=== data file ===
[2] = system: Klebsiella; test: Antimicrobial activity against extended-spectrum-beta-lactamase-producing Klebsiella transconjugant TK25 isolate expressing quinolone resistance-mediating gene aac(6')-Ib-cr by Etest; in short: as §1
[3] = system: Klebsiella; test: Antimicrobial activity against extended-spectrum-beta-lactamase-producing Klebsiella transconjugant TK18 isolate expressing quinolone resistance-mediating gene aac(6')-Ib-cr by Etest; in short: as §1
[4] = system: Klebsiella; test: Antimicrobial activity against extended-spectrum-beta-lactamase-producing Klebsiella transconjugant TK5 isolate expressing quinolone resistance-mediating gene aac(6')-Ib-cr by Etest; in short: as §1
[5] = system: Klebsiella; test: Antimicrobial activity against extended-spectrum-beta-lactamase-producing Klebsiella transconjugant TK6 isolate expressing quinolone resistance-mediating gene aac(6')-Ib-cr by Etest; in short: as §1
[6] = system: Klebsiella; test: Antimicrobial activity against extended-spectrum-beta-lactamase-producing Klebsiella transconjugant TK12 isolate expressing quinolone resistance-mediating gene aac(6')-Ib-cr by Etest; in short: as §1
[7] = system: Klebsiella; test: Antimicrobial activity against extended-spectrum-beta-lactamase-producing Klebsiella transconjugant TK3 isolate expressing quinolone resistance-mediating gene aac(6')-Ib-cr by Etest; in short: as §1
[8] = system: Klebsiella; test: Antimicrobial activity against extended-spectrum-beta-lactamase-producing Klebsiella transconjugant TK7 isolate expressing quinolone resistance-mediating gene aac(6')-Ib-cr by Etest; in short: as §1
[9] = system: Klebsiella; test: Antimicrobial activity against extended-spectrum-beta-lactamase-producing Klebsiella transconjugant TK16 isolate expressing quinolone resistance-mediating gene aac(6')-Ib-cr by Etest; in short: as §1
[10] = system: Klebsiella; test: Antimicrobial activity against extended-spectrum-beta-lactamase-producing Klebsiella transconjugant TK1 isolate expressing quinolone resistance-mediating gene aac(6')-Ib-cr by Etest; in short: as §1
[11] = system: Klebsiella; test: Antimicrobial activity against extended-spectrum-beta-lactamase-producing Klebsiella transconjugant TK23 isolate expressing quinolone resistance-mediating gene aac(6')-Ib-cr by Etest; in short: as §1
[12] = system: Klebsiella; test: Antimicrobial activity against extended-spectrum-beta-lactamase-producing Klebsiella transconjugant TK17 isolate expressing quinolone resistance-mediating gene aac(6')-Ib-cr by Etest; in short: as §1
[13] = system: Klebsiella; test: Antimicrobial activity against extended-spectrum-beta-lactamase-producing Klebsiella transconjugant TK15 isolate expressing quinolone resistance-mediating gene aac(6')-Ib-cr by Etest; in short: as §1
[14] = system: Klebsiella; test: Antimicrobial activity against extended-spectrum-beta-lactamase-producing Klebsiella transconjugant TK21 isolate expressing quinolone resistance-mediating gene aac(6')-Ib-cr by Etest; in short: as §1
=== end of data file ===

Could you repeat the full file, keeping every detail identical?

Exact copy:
[2] = system: Klebsiella; test: Antimicrobial activity against extended-spectrum-beta-lactamase-producing Klebsiella transconjugant TK25 isolate expressing quinolone resistance-mediating gene aac(6')-Ib-cr by Etest; in short: as §1
[3] = system: Klebsiella; test: Antimicrobial activity against extended-spectrum-beta-lactamase-producing Klebsiella transconjugant TK18 isolate expressing quinolone resistance-mediating gene aac(6')-Ib-cr by Etest; in short: as §1
[4] = system: Klebsiella; test: Antimicrobial activity against extended-spectrum-beta-lactamase-producing Klebsiella transconjugant TK5 isolate expressing quinolone resistance-mediating gene aac(6')-Ib-cr by Etest; in short: as §1
[5] = system: Klebsiella; test: Antimicrobial activity against extended-spectrum-beta-lactamase-producing Klebsiella transconjugant TK6 isolate expressing quinolone resistance-mediating gene aac(6')-Ib-cr by Etest; in short: as §1
[6] = system: Klebsiella; test: Antimicrobial activity against extended-spectrum-beta-lactamase-producing Klebsiella transconjugant TK12 isolate expressing quinolone resistance-mediating gene aac(6')-Ib-cr by Etest; in short: as §1
[7] = system: Klebsiella; test: Antimicrobial activity against extended-spectrum-beta-lactamase-producing Klebsiella transconjugant TK3 isolate expressing quinolone resistance-mediating gene aac(6')-Ib-cr by Etest; in short: as §1
[8] = system: Klebsiella; test: Antimicrobial activity against extended-spectrum-beta-lactamase-producing Klebsiella transconjugant TK7 isolate expressing quinolone resistance-mediating gene aac(6')-Ib-cr by Etest; in short: as §1
[9] = system: Klebsiella; test: Antimicrobial activity against extended-spectrum-beta-lactamase-producing Klebsiella transconjugant TK16 isolate expressing quinolone resistance-mediating gene aac(6')-Ib-cr by Etest; in short: as §1
[10] = system: Klebsiella; test: Antimicrobial activity against extended-spectrum-beta-lactamase-producing Klebsiella transconjugant TK1 isolate expressing quinolone resistance-mediating gene aac(6')-Ib-cr by Etest; in short: as §1
[11] = system: Klebsiella; test: Antimicrobial activity against extended-spectrum-beta-lactamase-producing Klebsiella transconjugant TK23 isolate expressing quinolone resistance-mediating gene aac(6')-Ib-cr by Etest; in short: as §1
[12] = system: Klebsiella; test: Antimicrobial activity against extended-spectrum-beta-lactamase-producing Klebsiella transconjugant TK17 isolate expressing quinolone resistance-mediating gene aac(6')-Ib-cr by Etest; in short: as §1
[13] = system: Klebsiella; test: Antimicrobial activity against extended-spectrum-beta-lactamase-producing Klebsiella transconjugant TK15 isolate expressing quinolone resistance-mediating gene aac(6')-Ib-cr by Etest; in short: as §1
[14] = system: Klebsiella; test: Antimicrobial activity against extended-spectrum-beta-lactamase-producing Klebsiella transconjugant TK21 isolate expressing quinolone resistance-mediating gene aac(6')-Ib-cr by Etest; in short: as §1